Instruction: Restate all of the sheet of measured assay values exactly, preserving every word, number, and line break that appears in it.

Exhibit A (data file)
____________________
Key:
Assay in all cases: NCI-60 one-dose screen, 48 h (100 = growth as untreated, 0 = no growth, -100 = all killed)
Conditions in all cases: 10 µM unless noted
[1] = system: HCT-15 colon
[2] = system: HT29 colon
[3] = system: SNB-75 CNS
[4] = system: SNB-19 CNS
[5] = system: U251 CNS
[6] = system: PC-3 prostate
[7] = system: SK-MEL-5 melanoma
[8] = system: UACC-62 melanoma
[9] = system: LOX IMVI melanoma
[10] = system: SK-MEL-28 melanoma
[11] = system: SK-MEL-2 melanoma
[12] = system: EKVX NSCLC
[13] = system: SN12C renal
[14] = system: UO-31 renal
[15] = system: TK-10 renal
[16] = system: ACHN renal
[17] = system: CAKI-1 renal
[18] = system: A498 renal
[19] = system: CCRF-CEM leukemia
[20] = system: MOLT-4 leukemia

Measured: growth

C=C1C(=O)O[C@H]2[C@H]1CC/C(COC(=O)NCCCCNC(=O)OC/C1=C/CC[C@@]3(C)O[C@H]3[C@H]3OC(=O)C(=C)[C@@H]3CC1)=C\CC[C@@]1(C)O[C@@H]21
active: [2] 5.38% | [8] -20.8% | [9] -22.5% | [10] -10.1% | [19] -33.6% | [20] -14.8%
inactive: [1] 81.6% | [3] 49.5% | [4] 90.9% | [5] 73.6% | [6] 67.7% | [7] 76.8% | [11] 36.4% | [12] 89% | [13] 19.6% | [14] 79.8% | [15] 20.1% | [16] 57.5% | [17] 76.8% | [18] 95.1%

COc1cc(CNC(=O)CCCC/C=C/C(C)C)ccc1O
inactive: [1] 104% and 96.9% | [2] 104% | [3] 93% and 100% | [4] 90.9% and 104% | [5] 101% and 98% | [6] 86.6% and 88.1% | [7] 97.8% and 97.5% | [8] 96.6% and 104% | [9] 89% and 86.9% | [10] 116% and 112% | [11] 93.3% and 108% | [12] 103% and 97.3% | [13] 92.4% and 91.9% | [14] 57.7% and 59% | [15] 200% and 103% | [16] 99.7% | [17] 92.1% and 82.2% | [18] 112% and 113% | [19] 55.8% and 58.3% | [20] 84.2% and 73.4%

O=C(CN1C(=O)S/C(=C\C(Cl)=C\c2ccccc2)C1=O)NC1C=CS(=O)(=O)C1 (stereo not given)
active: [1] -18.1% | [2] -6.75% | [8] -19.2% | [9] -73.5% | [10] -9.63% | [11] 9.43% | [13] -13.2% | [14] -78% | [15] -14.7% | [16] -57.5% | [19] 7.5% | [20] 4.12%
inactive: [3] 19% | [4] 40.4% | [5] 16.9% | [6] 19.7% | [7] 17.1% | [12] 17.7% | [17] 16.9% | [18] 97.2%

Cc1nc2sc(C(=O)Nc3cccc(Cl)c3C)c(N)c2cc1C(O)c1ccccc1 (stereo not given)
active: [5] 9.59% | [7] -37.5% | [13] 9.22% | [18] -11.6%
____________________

Key:
Assay in all cases: NCI-60 one-dose screen, 48 h (100 = growth as untreated, 0 = no growth, -100 = all killed)
Conditions in all cases: 10 µM unless noted
[1] = system: HCT-15 colon
[2] = system: HT29 colon
[3] = system: SNB-75 CNS
[4] = system: SNB-19 CNS
[5] = system: U251 CNS
[6] = system: PC-3 prostate
[7] = system: SK-MEL-5 melanoma
[8] = system: UACC-62 melanoma
[9] = system: LOX IMVI melanoma
[10] = system: SK-MEL-28 melanoma
[11] = system: SK-MEL-2 melanoma
[12] = system: EKVX NSCLC
[13] = system: SN12C renal
[14] = system: UO-31 renal
[15] = system: TK-10 renal
[16] = system: ACHN renal
[17] = system: CAKI-1 renal
[18] = system: A498 renal
[19] = system: CCRF-CEM leukemia
[20] = system: MOLT-4 leukemia

Measured: growth

C=C1C(=O)O[C@H]2[C@H]1CC/C(COC(=O)NCCCCNC(=O)OC/C1=C/CC[C@@]3(C)O[C@H]3[C@H]3OC(=O)C(=C)[C@@H]3CC1)=C\CC[C@@]1(C)O[C@@H]21
active: [2] 5.38% | [8] -20.8% | [9] -22.5% | [10] -10.1% | [19] -33.6% | [20] -14.8%
inactive: [1] 81.6% | [3] 49.5% | [4] 90.9% | [5] 73.6% | [6] 67.7% | [7] 76.8% | [11] 36.4% | [12] 89% | [13] 19.6% | [14] 79.8% | [15] 20.1% | [16] 57.5% | [17] 76.8% | [18] 95.1%

COc1cc(CNC(=O)CCCC/C=C/C(C)C)ccc1O
inactive: [1] 104% and 96.9% | [2] 104% | [3] 93% and 100% | [4] 90.9% and 104% | [5] 101% and 98% | [6] 86.6% and 88.1% | [7] 97.8% and 97.5% | [8] 96.6% and 104% | [9] 89% and 86.9% | [10] 116% and 112% | [11] 93.3% and 108% | [12] 103% and 97.3% | [13] 92.4% and 91.9% | [14] 57.7% and 59% | [15] 200% and 103% | [16] 99.7% | [17] 92.1% and 82.2% | [18] 112% and 113% | [19] 55.8% and 58.3% | [20] 84.2% and 73.4%

O=C(CN1C(=O)S/C(=C\C(Cl)=C\c2ccccc2)C1=O)NC1C=CS(=O)(=O)C1 (stereo not given)
active: [1] -18.1% | [2] -6.75% | [8] -19.2% | [9] -73.5% | [10] -9.63% | [11] 9.43% | [13] -13.2% | [14] -78% | [15] -14.7% | [16] -57.5% | [19] 7.5% | [20] 4.12%
inactive: [3] 19% | [4] 40.4% | [5] 16.9% | [6] 19.7% | [7] 17.1% | [12] 17.7% | [17] 16.9% | [18] 97.2%

Cc1nc2sc(C(=O)Nc3cccc(Cl)c3C)c(N)c2cc1C(O)c1ccccc1 (stereo not given)
active: [5] 9.59% | [7] -37.5% | [13] 9.22% | [18] -11.6%